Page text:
Neighbours do not oppose Stanmer House licensing bid
Neighbours have given their backing to an application for a drinks licence for Stanmer House.
They sent a letter of support after Brighton and Hove Estates Conservation Trust objected to a licence being granted, citing concern for people living in Stanmer village.
The village residents’ committee and stakeholders’ forum wrote to Brighton and Hove City Council ahead of a licensing panel hearing on Friday (June 25).
They said that the trust had not consulted them and did not represent their views.
At the hearing one of the trustees, Labour councillor Jackie O’Quinn, told the council licensing panel hearing that the Estates Conservation Trust was no longer opposed to a licence for Stanmer House.
But, she told panel, the trust wanted more conditions attached if a licence was granted.
The application was submitted by KSD Support Services, which leases Stanmer House from the council.
KSD originally applied for a drinks licence until 2am and permission to host dancing, live music and boxing and wrestling until 3am.
The original application duplicated a lapsed licence held by the previous tenant, a business run by Brighton-born impresario Alex Proud, which went bust. The venue closed last year.
After initial opposition, KSD amended its application and sought a licence to serve alcohol until 11pm.
The company has run a café at Stanmer House since the coronavirus lockdown restrictions were lifted and has served “temporary event notices” to enable it sell alcohol.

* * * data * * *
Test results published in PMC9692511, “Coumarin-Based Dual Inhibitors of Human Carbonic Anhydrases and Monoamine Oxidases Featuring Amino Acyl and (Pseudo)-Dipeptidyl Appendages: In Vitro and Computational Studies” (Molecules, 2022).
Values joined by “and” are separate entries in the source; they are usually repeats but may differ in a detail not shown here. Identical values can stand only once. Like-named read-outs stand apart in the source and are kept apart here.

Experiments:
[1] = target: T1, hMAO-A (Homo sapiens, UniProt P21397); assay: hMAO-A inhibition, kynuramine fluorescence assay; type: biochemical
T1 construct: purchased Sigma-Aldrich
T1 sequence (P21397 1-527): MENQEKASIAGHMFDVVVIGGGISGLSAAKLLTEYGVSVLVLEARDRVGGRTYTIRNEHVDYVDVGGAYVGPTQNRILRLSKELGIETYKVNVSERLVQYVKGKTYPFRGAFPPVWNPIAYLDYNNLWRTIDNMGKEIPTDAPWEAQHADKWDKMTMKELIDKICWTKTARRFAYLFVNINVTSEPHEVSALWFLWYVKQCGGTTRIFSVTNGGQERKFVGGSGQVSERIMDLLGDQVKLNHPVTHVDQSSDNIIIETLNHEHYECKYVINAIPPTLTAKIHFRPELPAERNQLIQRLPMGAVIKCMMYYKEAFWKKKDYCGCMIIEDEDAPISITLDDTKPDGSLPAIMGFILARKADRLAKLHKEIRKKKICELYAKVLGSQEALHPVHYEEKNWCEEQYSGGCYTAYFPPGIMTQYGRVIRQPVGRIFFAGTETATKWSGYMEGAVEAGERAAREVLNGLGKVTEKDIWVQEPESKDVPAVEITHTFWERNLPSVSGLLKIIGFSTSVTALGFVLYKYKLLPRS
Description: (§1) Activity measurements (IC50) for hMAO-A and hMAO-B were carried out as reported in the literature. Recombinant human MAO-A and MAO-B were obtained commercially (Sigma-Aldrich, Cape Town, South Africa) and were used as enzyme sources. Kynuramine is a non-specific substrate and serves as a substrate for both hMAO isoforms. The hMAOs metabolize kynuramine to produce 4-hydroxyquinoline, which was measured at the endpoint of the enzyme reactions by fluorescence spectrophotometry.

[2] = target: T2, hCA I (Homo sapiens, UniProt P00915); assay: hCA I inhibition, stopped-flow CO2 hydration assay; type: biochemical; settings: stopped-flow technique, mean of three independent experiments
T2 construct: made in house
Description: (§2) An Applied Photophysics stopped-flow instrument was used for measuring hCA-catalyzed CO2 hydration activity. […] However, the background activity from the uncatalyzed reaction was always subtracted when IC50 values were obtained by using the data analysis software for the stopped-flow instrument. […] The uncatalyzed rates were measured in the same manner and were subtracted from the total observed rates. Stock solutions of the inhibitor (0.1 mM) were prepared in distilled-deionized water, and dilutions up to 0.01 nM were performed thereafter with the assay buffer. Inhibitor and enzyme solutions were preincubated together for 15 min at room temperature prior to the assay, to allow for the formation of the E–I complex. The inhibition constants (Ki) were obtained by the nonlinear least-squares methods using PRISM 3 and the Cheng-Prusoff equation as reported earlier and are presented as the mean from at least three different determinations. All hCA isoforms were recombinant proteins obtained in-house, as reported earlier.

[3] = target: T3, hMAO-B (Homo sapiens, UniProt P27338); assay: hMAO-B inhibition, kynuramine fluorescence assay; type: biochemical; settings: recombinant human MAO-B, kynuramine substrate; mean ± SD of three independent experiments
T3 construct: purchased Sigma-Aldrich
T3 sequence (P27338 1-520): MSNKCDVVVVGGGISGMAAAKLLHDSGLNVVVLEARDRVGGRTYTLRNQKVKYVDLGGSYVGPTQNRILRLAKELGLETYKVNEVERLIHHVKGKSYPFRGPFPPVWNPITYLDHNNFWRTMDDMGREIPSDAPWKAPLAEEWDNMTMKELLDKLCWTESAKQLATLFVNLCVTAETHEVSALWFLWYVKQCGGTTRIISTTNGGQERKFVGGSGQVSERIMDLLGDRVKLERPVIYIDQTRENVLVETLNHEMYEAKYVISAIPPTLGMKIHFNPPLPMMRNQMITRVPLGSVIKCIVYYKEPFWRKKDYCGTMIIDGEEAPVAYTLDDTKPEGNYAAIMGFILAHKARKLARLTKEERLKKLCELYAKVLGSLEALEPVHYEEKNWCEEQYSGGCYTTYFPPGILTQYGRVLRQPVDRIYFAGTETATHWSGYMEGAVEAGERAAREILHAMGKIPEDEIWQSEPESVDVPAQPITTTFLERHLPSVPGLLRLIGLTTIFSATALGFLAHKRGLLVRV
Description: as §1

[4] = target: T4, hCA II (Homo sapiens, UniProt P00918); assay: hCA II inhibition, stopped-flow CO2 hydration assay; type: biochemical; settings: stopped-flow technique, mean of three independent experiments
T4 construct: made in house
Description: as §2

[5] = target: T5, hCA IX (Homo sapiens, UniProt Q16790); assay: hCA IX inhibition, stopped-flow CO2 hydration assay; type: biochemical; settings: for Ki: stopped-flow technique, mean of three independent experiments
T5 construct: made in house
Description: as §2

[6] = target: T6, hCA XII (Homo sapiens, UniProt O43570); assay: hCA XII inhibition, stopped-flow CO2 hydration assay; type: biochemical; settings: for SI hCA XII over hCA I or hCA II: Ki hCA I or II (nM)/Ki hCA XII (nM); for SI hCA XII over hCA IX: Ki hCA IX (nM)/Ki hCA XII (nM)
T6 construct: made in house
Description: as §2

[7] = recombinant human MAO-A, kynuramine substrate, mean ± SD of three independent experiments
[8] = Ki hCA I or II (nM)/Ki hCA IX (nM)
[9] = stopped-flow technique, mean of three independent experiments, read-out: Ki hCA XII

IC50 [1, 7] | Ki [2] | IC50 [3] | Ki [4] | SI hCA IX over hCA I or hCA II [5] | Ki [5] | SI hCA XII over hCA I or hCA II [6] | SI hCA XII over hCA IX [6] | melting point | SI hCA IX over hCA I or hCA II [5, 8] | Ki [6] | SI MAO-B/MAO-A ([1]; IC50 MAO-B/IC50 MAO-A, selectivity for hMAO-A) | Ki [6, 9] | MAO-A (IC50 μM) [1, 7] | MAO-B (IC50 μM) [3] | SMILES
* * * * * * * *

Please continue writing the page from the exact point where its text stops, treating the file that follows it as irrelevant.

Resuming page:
But, with premises restricted to 15 “temporary events” a year, lasting for no more than 21 days in total, KSD has already used up its limit for the year.
Councillor O’Quinn told the licensing panel that the Brighton and Hove Estates Conservation Trust “safeguards” the properties on the Stanmer Estate and protects the lives and wellbeing of present and future tenants.
She said: “We feel we are in some way guardians of the park as well as looking after the village.
“What we are not is a residents’ association. We just represent the interests of the people in Stanmer village, not their views.”
The trust had sent a representation when the nearby One Garden applied for a licence for its shop and café.
Councillor O’Quinn said that this had not resulted in any comments from residents’ representatives at the time.
She also said that, despite the lack of official complaints about noise, the trust was aware of people making their views known about car noise and increased traffic.
But her request for a noise limiter to be installed at Stanmer House as a licence condition was ruled unnecessary by the panel’s legal adviser because no late-night music was planned.
Stanmer House manager Mike Youles said that the former stately home was expensive to maintain and it was vital to generate revenue to maintain it.
The proposed licence would cover the ground floor of the building, including a bar, café and restaurant, with “substantial food” to be available at all times.
Mr Youles said: “This is not going to be seen as just a drinking establishment but somewhere where the demographic of our customers would be middle-class people coming to eat at a restaurant and having a drink at the bar in the later hours.
“During the day, one of the obligations of the lease is the house needs to be available to the general public at least one day a week. And people walking their dogs in the park make use of the café.”
The trust had raised concerns about people taking their drinks into the park but Mr Youles said that there were no off-sales.
The panel retired to make its decision which is due to be made public in five working days.